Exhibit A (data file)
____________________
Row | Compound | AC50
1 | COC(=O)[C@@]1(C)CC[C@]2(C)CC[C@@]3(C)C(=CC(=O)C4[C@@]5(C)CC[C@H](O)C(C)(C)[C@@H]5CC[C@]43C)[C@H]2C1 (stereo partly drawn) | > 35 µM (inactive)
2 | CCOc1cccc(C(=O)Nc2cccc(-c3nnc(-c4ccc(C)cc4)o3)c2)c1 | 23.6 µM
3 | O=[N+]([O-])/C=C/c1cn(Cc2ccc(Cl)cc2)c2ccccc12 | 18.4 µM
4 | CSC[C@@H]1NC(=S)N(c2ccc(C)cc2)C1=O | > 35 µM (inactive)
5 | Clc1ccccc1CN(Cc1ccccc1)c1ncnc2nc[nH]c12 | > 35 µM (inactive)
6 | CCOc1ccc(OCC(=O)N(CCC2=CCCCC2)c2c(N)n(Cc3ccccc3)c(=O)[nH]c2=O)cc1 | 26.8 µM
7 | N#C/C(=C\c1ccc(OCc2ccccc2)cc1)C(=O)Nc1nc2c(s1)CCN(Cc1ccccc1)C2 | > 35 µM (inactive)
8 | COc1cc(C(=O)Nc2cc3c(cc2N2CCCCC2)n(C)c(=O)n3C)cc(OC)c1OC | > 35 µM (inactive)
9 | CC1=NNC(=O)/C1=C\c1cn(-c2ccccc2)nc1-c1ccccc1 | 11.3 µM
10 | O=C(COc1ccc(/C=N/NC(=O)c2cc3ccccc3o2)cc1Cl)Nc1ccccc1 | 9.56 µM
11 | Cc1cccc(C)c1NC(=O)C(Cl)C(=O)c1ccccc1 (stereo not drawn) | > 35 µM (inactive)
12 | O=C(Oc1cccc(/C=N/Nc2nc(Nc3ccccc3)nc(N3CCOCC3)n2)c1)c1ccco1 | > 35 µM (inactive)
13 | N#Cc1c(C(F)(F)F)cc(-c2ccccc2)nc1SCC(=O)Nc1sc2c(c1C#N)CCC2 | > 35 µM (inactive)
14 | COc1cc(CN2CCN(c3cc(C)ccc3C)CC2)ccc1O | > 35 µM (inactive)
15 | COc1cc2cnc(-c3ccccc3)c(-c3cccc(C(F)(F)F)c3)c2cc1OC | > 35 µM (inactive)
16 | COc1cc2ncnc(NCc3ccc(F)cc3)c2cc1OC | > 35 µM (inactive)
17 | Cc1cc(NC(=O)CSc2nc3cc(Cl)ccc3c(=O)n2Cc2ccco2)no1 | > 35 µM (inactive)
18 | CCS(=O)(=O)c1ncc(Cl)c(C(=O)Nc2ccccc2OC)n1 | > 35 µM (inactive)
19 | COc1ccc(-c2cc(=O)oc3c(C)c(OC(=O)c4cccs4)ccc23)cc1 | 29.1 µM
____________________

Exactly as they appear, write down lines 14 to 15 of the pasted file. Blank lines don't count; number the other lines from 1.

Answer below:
13 | N#Cc1c(C(F)(F)F)cc(-c2ccccc2)nc1SCC(=O)Nc1sc2c(c1C#N)CCC2 | > 35 µM (inactive)
14 | COc1cc(CN2CCN(c3cc(C)ccc3C)CC2)ccc1O | > 35 µM (inactive)